The Week – a comic sized, comic-looking journal which digests all that week’s news for you (strap line: ‘All you need to know about everything that matters’) – launched 20 years ago. I was a subscriber from the beginning. I LOVED it. Despite working in newspapers since 1993, you do sometimes miss stuff, and also, sometimes, you want a handy-sized journal to stuff in your bag.
The great thing about The Week is that you end up reading about things you thought you had no interest in. It’s brilliant for catching up about world news and, each week, takes a closer look at an important matter you may have suddenly realised you know too little about, but were too embarrassed to ask. The Week has no original news of its own, it takes its material from news reports that have come out that week. It has a great column called Wit And Wisdom (which I’ve been in three times, go me) where it picks up great quotes that have been made that week in the press or TV or radio.
I love The Week. I love that it has hardly changed its format in twenty years (it may in fact have never changed it and that’s great because its format works).
I was a columnist for The Week’s website version (which does generate its own news stories). And then I got made its sketch writer for a while, a job I’d always wanted. I got that gig the day my youngest started school, so that rite-of-passage was painless because it was all about me me me that day.
Yesterday, The Week Junior launched. It doesn’t quite have the great feel to it of The Week original. It doesn’t obviously take its news from newspapers, as in it doesn’t say “The Daily Telegraph reported this week”. And I think that’s a pity because a bit of that sort of thing might encourage young children to read newspapers and also tell them about reputable places to get their news from. I think more children should read proper news.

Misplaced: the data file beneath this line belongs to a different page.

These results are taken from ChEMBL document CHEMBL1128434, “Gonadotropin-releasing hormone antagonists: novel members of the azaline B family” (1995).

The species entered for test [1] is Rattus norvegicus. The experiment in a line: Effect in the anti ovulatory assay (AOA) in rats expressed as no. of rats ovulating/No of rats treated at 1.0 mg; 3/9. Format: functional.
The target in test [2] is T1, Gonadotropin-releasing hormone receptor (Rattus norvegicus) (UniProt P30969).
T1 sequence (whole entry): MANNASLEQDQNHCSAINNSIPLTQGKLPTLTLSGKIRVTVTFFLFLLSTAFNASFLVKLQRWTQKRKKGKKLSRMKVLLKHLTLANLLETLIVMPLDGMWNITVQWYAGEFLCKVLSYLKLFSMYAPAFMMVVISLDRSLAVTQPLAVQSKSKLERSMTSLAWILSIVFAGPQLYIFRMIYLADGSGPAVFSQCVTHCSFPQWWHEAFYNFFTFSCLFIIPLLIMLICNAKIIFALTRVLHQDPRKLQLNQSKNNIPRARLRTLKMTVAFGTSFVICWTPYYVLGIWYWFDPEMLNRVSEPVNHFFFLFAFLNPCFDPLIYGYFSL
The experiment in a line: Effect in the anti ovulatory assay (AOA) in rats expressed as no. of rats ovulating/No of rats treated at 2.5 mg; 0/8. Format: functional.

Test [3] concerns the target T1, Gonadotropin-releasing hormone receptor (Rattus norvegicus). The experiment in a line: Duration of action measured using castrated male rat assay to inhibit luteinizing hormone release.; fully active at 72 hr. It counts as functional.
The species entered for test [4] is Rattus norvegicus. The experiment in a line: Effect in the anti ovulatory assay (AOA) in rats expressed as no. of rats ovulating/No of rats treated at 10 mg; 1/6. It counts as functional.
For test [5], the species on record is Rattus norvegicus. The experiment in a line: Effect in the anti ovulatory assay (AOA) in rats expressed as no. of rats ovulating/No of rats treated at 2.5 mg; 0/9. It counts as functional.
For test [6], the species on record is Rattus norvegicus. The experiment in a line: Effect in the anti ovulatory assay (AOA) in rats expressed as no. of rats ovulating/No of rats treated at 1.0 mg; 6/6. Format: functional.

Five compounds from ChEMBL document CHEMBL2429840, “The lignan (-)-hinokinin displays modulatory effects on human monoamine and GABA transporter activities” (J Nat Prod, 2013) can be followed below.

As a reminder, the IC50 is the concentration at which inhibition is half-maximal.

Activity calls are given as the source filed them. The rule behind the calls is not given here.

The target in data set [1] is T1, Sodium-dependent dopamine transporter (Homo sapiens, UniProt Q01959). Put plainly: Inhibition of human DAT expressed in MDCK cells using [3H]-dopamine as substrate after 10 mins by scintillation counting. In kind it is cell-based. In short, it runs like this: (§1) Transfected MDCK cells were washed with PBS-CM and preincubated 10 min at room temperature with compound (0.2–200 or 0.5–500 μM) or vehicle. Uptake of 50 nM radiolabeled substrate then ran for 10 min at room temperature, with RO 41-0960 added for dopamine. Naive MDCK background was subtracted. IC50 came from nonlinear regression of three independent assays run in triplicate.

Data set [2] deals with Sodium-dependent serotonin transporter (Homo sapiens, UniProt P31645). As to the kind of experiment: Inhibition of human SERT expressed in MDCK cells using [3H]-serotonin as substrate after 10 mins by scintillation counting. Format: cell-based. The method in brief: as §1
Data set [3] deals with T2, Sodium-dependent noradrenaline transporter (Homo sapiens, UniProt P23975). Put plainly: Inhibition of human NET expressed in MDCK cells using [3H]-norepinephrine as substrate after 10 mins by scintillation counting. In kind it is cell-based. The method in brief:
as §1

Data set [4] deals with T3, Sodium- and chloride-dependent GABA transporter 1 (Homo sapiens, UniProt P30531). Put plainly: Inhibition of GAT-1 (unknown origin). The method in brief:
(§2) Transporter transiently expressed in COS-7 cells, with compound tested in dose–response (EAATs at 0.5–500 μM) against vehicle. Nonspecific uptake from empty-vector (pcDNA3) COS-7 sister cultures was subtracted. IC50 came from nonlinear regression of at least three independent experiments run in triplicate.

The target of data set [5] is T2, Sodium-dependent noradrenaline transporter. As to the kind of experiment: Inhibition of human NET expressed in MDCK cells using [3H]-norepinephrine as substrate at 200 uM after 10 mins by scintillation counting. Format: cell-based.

It’s well laid out, interesting – both my children started reading it the moment I put it down. I worry about what it will do to First News which is a good children’s newspaper, although neither of my children particularly took to it (and they may not take to TWJ, either).
(I worry because I think it’d be a shame if the launch of one news publication for children pushed out another. There aren’t enough.)
Just going by the first issue, I think TWJ is better, but that may be because I love the original so much that I’m completely biased.
TWJ is aimed at 8-14 according to its press release. I would say that’s pushing at the upper age limit. My eldest is 12 and she reads The Week (original) and whilst she enjoyed TWJ, I’m not sure she will still be interested in it when she’s 14. My youngest, who is six, could read it easily (I’m not saying this in a ‘my child is a genius kind of way, just saying she was interested in it). So I would say the age group is more like 6/7 – 13. But I could be wrong, and what does it matter anyway.
The Week Junior is currently available exclusively from Sainsburys (i’m sure it will roll out in other places soon). Cover price: £1.99. Do have a look at it to see if you think it’s right for your family. Currently The Week subscribers can add it to their subs for an extra £50 a year.
[Disclaimer: I got sent the first issue for free, but if I subscribe I will do so using my own money.]
February 2016: We’ve been taking this for a couple of months now and we think it’s really excellent.